On August 6, the new Suez Canal was inaugurated with great pomp and circumstance. In honor of the historic event, there were two ceremonies, attended by both Egyptian and foreign dignitaries, that recalled the festive dedication of the original canal in 1869.
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Numerous media reports discussed the political and economic aspects of this event, but they missed the aspect that was simultaneously most interesting and most surprising: Islamic and Arab identity are both out, while pharaonic culture is returning in a big way. One could say the most salient trend at both ceremonies was their presentation of the new Egypt as marching forward while also connecting to its pharaonic past. As President Abdel-Fattah al-Sissi put it in his speech, “Egypt is a great country and has a civilization of 7,000 years.”
As expected, the army was the focus of the ceremony, which included a military parade and an air show, both as a mark of appreciation for the enormous effort it made in digging the canal and because of its role and stature in Egyptian society. Even Sissi, the hero of the event, was in uniform.
But alongside the militarist motif, one could also detect pharaonic ones. The most prominent was the line of trumpeters dressed in pharaonic garb that greeted the president.
To this we can add the design of the ceremonial stage: the official emblem of the Suez Canal Authority along with the date of its nationalization, July 26, 1956, plus the emblem of the new Suez Canal along with the date of its inauguration, born aloft by the hands of two pharaonic figures.
Not far from the stage, on the banks of the new canal, a new sculpture was unveiled for the first time. Its official name is the Statue of Awakening, but it is better known as “the winged lady” or “the winged peasant woman.” The focus of the sculpture is a woman who resembles the pharaonic goddess Isis, thanks mainly to her wings, which symbolize strength, freedom, protection and security. Behind her is a large obelisk, and at her feet are two sphinxes.
The sculpture clearly symbolizes the integration of modern and ancient Egyptian tradition, each of which preserves the other: The sphinxes, pharaonic lions, protect the eternal Egyptian woman, while she spreads her wings over them.
In 1928, Egyptian King Fuad inaugurated a sculpture called “Egypt’s Awakening,” by the famous sculptor Mahmoud Mokhtar, in one of Cairo’s main squares. The statue was supposed to symbolize the start of a new era – the rebirth of the Egyptian nation on the basis of its glorious pharaonic past. The similarity between this sculpture and its new counterpart, from the standpoint of both their names and their characteristic motifs, is striking.
The second ceremony, which took place at night, was laden with pharaonic motifs. The stage was made in the form of a ship sailing on the Nile, with its mast in the form of a pharaonic ankh, which symbolizes life and/or the Nile River.
The ceremony itself could be divided into three parts. The first part consisted of opening remarks and greetings to those present by the two Egyptian masters of ceremonies, who were dressed in the colors of the Egyptian flag. The second part featured a musical extravaganza by the Egyptian composer and musician Omar Khairat. The third and most interesting part presented excerpts from Giuseppe Verdi’s opera “Aida.”
The popular belief is that this opera was commissioned by Egypt’s ruler in honor of the inauguration of the original Suez Canal, but this isn’t exactly true. Its inaugural performance at the Cairo opera house actually took place in December 1871. The section impressively performed at the current inaugural ceremony was the “Triumphal March.” It should be stressed that the entire opera deals with pharaonic culture; it is based on French Egyptologist and archaeologist Auguste Mariette's plot for "Bride of the Nile, and takes place in ancient Egypt.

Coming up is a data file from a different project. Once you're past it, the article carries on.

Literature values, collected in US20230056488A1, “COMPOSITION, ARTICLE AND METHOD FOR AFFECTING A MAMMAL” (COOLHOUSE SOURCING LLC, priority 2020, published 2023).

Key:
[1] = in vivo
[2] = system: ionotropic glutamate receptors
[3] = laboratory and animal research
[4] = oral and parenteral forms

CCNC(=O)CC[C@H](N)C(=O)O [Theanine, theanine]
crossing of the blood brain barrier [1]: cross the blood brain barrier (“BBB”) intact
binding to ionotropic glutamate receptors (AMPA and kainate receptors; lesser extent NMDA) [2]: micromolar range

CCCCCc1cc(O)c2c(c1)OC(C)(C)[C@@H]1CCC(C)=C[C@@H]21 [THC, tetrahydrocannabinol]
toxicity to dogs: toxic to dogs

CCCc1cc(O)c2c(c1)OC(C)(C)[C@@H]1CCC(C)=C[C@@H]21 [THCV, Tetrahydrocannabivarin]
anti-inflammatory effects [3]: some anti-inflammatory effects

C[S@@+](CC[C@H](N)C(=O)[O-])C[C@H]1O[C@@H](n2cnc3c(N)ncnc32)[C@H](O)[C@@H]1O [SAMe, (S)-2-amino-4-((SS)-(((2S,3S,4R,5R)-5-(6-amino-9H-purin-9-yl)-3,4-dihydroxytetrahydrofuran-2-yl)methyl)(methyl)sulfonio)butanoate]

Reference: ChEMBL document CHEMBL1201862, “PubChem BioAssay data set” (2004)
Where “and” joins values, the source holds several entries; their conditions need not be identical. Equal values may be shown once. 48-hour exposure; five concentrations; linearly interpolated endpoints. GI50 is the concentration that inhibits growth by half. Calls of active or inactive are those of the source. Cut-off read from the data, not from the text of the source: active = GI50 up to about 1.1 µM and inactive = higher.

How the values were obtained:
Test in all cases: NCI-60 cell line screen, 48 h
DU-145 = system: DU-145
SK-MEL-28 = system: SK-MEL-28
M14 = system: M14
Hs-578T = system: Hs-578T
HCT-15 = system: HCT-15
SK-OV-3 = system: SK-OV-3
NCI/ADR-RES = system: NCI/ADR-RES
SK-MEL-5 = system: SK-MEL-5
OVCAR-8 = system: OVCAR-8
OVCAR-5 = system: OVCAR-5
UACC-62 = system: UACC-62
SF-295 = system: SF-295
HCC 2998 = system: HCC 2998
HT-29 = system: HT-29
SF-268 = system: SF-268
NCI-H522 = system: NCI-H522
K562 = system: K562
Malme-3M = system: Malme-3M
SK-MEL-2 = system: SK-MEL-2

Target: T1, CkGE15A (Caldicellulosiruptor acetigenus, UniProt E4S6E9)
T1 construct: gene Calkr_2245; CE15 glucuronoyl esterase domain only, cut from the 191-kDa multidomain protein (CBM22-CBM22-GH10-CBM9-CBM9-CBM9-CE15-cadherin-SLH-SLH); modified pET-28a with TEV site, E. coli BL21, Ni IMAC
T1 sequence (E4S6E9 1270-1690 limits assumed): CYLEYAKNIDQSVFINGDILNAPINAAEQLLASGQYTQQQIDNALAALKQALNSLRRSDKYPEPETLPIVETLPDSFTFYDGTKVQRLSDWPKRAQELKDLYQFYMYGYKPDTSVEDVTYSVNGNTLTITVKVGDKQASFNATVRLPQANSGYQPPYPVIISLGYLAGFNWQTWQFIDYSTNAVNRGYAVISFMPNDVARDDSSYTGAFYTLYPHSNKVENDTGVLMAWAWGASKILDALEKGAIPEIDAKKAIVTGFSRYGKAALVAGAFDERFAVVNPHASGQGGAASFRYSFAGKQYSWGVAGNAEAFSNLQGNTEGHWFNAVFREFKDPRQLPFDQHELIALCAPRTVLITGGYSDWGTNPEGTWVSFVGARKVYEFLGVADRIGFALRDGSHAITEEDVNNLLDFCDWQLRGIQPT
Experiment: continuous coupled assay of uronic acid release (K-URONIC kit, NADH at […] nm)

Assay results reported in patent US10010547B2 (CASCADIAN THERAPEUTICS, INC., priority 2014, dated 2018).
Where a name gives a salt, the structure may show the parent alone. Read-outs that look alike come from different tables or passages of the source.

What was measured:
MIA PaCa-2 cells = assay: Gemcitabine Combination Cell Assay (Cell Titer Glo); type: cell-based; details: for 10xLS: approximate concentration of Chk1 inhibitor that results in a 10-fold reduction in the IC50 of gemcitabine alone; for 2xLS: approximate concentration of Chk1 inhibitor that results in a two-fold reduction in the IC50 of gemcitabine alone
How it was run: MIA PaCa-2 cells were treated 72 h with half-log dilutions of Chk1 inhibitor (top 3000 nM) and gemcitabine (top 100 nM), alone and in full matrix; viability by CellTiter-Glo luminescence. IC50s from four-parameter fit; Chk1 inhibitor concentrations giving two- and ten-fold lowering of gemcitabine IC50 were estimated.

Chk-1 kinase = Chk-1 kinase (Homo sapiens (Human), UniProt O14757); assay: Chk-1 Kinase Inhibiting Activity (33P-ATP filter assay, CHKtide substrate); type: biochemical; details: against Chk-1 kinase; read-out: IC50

A small story from the sidelines of the event underscores how Islamic and Arab symbols were deliberately excluded from the ceremony. People involved in the rehearsals raised an outcry over the fact that some of the women in the opera company that performed “Aida” insisted on wearing headscarves in addition to their pharaonic costumes. But the event’s management made it clear to them that this was permitted only during rehearsals; at the ceremony itself, they would have to wear “full pharaonic dress.” And so it was.
Ever since Sissi began his presidential term, he has frequently spoken of the Egyptian people as a single entity – not Muslims, not Christians, but Egyptians. In order to implement this vision, and also to fight the ideology of the Muslim Brotherhood, he has to moderate the Islamic motifs that are deeply entrenched in Egyptian identity.
During and after the presidential election, both Egyptian and global media outlets made many comparisons between Sissi and the legendary Egyptian leader Gamal Abdel Nasser, who promoted pan-Arab unity. But the inaugural ceremony for the canal gave a clear answer to the question of where Egypt, or at least its ruling elite, is headed: not toward Islam, and not toward pan-Arabism, but toward building a deep-seated identity based on Pharaonism.
Even if the Egyptian media exaggerates when it compares the building of the new canal to the building of the pyramids, there’s no doubt the project’s completion within a year constitutes an impressive achievement for both Egypt and Sissi. It will become a symbol of the regime, just as the Aswan Dam was for Nasser’s. But the president still has a lot of work to do to return Egypt to political stability and economic growth.
Prof. Elie Podeh teaches in Hebrew University’s Department of Islamic and Middle Eastern Studies. Elad Giladi is a doctoral student in this department.